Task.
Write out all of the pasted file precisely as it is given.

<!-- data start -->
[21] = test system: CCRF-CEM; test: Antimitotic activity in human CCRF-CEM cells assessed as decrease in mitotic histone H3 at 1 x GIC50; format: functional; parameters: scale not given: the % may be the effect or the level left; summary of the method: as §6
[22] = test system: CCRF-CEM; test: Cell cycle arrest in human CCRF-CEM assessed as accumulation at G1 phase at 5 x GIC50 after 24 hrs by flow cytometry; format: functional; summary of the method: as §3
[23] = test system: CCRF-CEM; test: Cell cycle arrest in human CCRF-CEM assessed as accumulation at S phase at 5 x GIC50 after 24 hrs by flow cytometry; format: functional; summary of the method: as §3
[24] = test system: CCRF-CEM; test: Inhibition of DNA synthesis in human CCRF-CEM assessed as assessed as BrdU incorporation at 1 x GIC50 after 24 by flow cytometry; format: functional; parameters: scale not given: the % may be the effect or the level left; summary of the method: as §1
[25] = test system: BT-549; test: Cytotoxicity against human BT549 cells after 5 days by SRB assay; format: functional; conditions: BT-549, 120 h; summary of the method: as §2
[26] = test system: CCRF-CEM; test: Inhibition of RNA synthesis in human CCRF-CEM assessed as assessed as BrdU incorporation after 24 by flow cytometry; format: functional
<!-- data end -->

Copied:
[21] = test system: CCRF-CEM; test: Antimitotic activity in human CCRF-CEM cells assessed as decrease in mitotic histone H3 at 1 x GIC50; format: functional; parameters: scale not given: the % may be the effect or the level left; summary of the method: as §6
[22] = test system: CCRF-CEM; test: Cell cycle arrest in human CCRF-CEM assessed as accumulation at G1 phase at 5 x GIC50 after 24 hrs by flow cytometry; format: functional; summary of the method: as §3
[23] = test system: CCRF-CEM; test: Cell cycle arrest in human CCRF-CEM assessed as accumulation at S phase at 5 x GIC50 after 24 hrs by flow cytometry; format: functional; summary of the method: as §3
[24] = test system: CCRF-CEM; test: Inhibition of DNA synthesis in human CCRF-CEM assessed as assessed as BrdU incorporation at 1 x GIC50 after 24 by flow cytometry; format: functional; parameters: scale not given: the % may be the effect or the level left; summary of the method: as §1
[25] = test system: BT-549; test: Cytotoxicity against human BT549 cells after 5 days by SRB assay; format: functional; conditions: BT-549, 120 h; summary of the method: as §2
[26] = test system: CCRF-CEM; test: Inhibition of RNA synthesis in human CCRF-CEM assessed as assessed as BrdU incorporation after 24 by flow cytometry; format: functional